(The Real Agenda) China has strongly positioned itself in Latin America, much like it has done everywhere else.
Whether it’s with military hardware, economic aid, trade agreements or political ties, the Chinese are now securing their future by expanding their power as far and wide as possible.
One of the regions where China exercises the most influence is Latin America, where its military and economic power has bought it multiple allies; many of whom have abandoned the traditional American dependence to side with a growing tide of Chinese influence.
The latest example of such advancement by the Chinese -although not new- is Venezuela. In full border crisis with Colombia, President Nicolas Maduro, traveled this week to China and Vietnam.
Beijing, after the visit on Tuesday, Beijing agreed to disburse a new package of $5 billion dollars, which was agreed to in January. The money will allegedly help to finance the operations of the Venezuelan state oil company PDVSA.
Maduro announced the loan the same day during the broadcast of his weekly program, In Touch with Maduro, which aired via satellite from China. The liquidity crisis in public funds was exacerbated by the fall in oil prices, the main source of foreign exchange for Venezuela. Prior to these agreements, the debt of Caracas with Beijing was of about 50 billion dollars.
Venezuela has seen its foreign exchange earnings erode by 60% in less than a year, but Chinese cooperation involves a paradox: much of the debt of the South American country with the Asian is amortized with oil shipments.
With the decline of oil prices, Venezuela could be forced to deliver increasing volumes of oil, without receiving more money in return, which would in fact open a debt hole that could exacerbate the crisis in the long run.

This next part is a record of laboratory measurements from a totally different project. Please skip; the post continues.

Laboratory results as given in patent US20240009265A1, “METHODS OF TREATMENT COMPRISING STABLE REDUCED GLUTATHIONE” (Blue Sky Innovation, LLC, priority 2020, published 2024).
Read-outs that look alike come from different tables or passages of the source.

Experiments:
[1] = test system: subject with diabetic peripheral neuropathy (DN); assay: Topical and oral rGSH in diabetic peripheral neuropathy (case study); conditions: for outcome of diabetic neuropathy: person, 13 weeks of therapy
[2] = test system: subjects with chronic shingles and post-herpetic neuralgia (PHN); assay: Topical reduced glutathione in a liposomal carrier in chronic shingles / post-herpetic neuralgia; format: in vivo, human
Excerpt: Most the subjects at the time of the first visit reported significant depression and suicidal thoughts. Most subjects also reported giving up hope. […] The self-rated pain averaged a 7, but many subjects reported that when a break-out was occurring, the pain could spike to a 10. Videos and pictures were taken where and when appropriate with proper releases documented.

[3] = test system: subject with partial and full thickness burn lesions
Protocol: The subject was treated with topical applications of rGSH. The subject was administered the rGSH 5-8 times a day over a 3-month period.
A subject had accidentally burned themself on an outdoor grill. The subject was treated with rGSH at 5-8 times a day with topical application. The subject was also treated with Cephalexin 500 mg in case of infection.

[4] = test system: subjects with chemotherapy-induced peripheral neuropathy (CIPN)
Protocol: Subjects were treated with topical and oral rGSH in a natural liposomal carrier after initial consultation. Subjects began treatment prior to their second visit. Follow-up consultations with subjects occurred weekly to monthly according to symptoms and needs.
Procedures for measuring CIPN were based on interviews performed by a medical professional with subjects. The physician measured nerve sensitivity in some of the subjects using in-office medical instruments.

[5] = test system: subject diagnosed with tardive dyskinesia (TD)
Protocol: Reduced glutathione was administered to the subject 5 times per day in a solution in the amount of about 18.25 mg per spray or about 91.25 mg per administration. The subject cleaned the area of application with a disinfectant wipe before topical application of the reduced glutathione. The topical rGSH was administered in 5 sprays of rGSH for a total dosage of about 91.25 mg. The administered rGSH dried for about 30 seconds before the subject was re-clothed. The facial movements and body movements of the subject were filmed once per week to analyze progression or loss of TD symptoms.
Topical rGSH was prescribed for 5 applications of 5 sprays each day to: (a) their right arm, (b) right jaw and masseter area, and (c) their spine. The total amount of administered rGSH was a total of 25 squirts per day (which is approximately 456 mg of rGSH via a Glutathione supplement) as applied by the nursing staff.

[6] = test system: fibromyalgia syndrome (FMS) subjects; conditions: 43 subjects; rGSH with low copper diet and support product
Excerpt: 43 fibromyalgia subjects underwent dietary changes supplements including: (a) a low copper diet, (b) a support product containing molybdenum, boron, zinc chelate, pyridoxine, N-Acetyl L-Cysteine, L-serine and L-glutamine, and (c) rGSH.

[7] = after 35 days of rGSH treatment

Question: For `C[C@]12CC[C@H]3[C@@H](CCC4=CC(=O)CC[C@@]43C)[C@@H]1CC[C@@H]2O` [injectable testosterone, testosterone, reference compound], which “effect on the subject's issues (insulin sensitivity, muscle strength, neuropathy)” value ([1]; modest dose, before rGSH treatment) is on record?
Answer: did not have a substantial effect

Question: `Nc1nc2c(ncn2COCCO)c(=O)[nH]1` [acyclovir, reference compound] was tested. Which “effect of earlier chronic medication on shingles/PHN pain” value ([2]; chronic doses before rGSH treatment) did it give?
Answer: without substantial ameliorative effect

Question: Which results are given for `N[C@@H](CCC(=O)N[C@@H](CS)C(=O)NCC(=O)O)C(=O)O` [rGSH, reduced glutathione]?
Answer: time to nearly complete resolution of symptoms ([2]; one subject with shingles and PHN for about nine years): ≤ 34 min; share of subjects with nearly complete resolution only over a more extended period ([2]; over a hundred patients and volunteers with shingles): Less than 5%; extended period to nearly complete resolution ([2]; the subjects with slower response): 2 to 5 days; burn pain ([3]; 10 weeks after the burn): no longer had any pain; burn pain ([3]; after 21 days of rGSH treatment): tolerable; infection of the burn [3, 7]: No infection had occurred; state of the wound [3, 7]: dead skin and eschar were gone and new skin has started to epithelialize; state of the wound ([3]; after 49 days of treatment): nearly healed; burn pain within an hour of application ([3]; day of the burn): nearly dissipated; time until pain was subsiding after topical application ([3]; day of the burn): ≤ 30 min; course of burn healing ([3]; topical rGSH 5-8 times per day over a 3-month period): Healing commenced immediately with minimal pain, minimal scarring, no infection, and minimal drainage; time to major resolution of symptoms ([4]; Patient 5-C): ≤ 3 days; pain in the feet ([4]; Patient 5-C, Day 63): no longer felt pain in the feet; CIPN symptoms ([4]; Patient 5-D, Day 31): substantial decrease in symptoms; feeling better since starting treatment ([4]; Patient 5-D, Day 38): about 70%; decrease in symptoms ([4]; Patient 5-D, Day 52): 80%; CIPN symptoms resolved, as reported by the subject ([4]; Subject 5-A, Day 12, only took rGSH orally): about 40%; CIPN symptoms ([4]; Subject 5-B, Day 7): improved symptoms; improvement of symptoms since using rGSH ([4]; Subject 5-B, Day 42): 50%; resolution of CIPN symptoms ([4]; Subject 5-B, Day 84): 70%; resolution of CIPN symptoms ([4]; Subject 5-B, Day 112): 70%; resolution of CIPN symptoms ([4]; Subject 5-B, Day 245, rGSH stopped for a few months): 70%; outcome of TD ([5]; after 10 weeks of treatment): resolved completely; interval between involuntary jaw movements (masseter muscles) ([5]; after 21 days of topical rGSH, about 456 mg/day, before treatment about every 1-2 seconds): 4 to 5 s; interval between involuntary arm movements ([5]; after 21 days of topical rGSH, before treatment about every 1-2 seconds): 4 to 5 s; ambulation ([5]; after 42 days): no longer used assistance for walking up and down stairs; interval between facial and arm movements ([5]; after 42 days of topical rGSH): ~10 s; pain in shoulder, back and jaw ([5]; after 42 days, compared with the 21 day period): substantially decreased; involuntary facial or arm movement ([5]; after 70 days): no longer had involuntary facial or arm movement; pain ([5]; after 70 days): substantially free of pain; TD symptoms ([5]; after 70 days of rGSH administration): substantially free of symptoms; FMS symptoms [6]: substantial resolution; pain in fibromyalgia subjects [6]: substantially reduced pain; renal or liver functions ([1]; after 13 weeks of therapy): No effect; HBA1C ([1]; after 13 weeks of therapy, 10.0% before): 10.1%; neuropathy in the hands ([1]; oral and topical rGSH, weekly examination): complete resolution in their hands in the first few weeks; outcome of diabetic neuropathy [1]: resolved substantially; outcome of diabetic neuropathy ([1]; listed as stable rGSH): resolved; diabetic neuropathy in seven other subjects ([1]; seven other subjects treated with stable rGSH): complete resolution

Maduro signed 14 new agreements Monday after meeting with Chinese president, Xi Jinping. The implementation of a set of a 10 year plan to increase Venezuelan oil production stands as it was agreed previously. Indeed, Venezuela does not have a way out now. It is debt servitude with China or complete and immediate collapse.
There were also agreements for the production of tires in Venezuela, new apartment buildings and the opening of the Confucius Cultural Institute for the teaching of Mandarin in the Bolivarian country.
Currencies and food
Caracas and Beijing awarded a strategic character to their relations since they signed the Framework of Cooperation Agreement in 2001. Although in the heart of the alliance is the source of investment by the Asian giant -especially because oil is at the heart of the agreements- it is not clear how such agreements may or may not help Venezuela during its economic collapse as well as ensure its energy needs if most of the oil is being sent to China in exchange for cash whose benefits are not visible to the average Venezuelan and the economy.
Nicolas Maduro’s government increasingly entrusted their fate to investments and loans from Beijing.
The Venezuelan president’s visit coincides with the celebrations in China of the 70th anniversary of the victory against Japanese invaders during World War II.
The regime of President Xi Jinping has granted unprecedented importance to the event, and the Venezuelan government has not ceased to emphasize that it is the only South American country who was present at the military parade.
“I think we can tell the Chinese people and the Venezuelans that, 70 years after the victory of China, today our peoples are closer than ever,” Maduro said.
In Vietnam, meanwhile, President Maduro went looking for solutions that may solve his country’s dependence with regard to food imports, which has been exposed to chronic shortages experienced in the Venezuelan market.
During his two-day visit, the president signed an agricultural production plan until 2018, and an another agreement to increase bilateral trade to $1 billion annually.
Luis R. Miranda is an award-winning journalist and the founder and editor-in-chief at The Real Agenda. His career spans over 18 years and almost every form of news media. His articles include subjects such as environmentalism, Agenda 21, climate change, geopolitics, globalisation, health, vaccines, food safety, corporate control of governments, immigration and banking cartels, among others. Luis has worked as a news reporter, on-air personality for Live and Live-to-tape news programs. He has also worked as a script writer, producer and co-producer on broadcast news. Read more about Luis.